A BYOD strategy can save a small business a lot of capital. Allowing employees to use their own devices in the workplace puts troubleshooting costs and warranty management in their hands; it ensures a higher level of competence in operation; and it saves you money on the purchase and maintenance of hardware. However, there's a right way and a wrong way to initiate this strategy.
Before you dive in, consider the following risks:
1. Convincing Your Staff
New hires have little choice but to accept your policies, but you may encounter resistance from long-time staff members. Before you move ahead with a BYOD strategy, get your full team's buy-in. Choose a few representatives of the staff and ask them for feedback. Consider offering incentives, like a more flexible work-from-home policy. After all, if they're using their own devices, the idea of using them from the comfort of home may be appealing.
2. Overloading Your IT Department
Unless you implement your BYOD strategy with a clear plan on how certain issues with mobile devices are going to be handled, your computer staff may be faced with more problems than they can keep up with. Consider defining in specific terms which troubleshooting issues your own IT department is going to handle and which are the responsibility of each employee. If you keep your IT staff's responsibilities limited to networking and data syncing issues, you can save them a lot of time dealing with hardware issues.
3. Security Concerns
What do you do with a device when your employee leaves the company? How do you deal with the sensitive information stored on it? You may ordinarily sequester a mobile phone or computer, copy its data, and wipe its hard drive, but you can't do that if the device doesn't belong to you. It's essential to understand these issues before implementing a BYOD strategy. Consider consulting an information security expert to draw up a policy that clearly answers these serious questions.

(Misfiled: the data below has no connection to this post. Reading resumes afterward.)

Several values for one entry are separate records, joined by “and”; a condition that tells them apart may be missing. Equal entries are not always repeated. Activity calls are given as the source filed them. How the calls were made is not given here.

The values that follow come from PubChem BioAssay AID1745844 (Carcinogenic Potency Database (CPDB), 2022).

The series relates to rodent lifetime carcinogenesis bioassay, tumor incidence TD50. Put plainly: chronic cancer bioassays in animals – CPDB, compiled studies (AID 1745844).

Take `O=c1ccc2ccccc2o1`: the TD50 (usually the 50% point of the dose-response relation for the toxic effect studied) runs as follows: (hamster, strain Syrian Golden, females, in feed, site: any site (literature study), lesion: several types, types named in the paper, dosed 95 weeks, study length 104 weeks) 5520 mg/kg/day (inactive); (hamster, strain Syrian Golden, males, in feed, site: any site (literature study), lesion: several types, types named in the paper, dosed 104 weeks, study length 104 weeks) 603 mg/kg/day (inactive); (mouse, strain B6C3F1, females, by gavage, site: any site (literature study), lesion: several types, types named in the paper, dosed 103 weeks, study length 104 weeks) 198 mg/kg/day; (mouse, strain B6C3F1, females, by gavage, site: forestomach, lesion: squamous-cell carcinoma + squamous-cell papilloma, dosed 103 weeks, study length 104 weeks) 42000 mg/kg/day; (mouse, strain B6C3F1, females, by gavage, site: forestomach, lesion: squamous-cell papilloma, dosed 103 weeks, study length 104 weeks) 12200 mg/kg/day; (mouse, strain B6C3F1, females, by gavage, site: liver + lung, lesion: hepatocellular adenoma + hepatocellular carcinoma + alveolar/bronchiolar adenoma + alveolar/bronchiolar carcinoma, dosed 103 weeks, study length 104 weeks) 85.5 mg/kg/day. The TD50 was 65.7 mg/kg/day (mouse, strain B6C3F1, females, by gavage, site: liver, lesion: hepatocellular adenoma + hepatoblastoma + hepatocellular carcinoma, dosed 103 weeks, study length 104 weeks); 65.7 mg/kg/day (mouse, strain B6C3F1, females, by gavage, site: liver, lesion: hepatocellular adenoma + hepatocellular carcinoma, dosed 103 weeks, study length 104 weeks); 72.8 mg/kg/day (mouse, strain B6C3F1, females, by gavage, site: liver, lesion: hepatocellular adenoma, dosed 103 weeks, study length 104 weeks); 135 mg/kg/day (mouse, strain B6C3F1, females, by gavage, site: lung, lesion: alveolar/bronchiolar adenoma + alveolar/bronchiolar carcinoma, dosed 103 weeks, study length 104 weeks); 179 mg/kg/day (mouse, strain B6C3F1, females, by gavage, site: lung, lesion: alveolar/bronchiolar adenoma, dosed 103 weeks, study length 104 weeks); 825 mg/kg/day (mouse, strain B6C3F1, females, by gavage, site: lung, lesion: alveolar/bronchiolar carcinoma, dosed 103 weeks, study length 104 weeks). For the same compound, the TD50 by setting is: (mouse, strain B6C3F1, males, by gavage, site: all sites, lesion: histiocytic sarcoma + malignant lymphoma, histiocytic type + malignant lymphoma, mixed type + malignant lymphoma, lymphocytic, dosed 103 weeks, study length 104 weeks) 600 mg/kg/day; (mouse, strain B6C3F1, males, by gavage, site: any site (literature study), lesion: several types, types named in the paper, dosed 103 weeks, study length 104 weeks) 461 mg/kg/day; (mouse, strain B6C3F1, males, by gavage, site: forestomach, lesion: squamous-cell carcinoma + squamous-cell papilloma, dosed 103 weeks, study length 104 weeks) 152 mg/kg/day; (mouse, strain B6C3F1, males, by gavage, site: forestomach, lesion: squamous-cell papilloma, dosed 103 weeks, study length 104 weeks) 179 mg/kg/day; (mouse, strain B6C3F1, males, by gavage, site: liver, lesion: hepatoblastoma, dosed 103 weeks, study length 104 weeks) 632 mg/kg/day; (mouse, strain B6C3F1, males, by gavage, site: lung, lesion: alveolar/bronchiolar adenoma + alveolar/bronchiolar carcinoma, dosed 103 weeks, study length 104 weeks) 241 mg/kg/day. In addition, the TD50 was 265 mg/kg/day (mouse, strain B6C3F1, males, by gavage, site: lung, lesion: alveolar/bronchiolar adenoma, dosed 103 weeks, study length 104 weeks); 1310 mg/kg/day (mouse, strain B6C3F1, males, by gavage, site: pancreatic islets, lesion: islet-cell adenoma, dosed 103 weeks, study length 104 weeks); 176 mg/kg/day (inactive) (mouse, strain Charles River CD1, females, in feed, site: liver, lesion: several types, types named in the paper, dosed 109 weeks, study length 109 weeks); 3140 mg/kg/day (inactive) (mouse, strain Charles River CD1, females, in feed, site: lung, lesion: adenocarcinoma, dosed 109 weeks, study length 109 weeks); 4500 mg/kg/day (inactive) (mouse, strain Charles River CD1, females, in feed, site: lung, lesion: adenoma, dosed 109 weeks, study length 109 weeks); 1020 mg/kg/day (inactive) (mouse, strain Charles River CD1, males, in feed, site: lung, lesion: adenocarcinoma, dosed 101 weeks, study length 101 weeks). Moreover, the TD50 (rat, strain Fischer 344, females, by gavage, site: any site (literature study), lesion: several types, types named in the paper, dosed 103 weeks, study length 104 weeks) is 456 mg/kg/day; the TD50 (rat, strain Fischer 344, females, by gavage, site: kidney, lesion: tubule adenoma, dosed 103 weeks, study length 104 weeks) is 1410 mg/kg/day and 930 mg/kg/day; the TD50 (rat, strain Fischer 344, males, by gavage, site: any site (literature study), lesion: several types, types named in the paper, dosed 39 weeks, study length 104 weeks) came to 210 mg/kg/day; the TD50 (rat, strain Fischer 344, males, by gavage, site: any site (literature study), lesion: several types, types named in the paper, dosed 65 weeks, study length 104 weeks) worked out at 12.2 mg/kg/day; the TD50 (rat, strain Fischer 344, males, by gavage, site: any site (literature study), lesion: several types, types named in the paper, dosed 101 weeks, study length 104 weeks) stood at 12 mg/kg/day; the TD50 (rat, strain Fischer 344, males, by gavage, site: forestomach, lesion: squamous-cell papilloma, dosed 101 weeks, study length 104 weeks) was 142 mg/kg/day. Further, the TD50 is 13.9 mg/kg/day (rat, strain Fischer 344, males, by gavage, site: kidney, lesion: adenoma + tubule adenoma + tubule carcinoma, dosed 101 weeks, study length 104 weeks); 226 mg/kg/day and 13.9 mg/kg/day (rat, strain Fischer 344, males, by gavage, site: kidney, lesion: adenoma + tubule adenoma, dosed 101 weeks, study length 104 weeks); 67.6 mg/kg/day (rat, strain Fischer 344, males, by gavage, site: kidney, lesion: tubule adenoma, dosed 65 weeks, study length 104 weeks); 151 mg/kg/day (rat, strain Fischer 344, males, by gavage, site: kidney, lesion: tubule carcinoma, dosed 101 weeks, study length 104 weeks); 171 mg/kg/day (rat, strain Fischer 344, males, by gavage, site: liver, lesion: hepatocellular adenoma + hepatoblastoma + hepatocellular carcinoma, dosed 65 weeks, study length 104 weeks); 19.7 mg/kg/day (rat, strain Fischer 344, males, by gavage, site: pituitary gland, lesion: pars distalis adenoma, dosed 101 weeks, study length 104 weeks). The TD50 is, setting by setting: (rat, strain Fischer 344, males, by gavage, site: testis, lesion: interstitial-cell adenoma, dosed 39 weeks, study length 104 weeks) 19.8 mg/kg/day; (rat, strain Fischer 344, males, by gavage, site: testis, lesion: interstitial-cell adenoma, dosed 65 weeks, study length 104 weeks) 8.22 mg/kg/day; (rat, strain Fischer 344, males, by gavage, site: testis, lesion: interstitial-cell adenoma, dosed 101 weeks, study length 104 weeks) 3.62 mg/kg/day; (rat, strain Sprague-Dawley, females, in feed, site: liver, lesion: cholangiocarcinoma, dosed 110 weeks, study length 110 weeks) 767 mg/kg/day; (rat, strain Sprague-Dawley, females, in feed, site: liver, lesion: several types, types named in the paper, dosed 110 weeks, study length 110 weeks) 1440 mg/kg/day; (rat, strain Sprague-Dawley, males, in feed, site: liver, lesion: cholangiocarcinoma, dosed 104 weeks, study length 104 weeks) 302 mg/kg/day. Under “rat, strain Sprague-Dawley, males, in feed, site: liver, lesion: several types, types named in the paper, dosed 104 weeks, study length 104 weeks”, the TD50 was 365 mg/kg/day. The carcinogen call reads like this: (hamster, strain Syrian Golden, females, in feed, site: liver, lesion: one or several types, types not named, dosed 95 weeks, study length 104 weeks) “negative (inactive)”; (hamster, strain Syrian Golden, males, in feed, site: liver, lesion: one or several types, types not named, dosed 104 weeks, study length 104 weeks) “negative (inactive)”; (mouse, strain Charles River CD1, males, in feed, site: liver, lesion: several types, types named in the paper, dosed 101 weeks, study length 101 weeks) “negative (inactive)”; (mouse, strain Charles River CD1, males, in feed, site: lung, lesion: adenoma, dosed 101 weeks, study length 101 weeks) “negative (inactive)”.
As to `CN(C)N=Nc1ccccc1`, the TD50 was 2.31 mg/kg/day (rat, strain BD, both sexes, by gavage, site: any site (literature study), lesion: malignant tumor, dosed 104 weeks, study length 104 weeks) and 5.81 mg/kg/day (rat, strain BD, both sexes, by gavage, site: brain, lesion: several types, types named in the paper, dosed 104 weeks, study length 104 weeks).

4. Not Having a Detailed Policy
Your BYOD policy doesn't start and stop with security concerns. There are a host of issues to consider. What devices does your company accept? What operating systems are compatible with your servers? Are rooted or jail-broken devices acceptable? Are you going to use cloud storage or provide employees with a VPN? Make sure you clarify all these issues before moving forward.
Remember your company's bottom line. If your policy calls for you to provide hardware to your employees, you can incur significant costs. Make sure you understand who is responsible for insurance, warranties, and repair and replacement costs. If you require your staff to shoulder these expenses, you may experience push-back. Strike a balance with your staff so that everyone feels they get some benefit from your new program and it should be a success.
What's your opinion on BYOD and small business?
David Bakke is a contributor for Money Crashers, where he frequently writes about small business, entrepreneurship, and technology.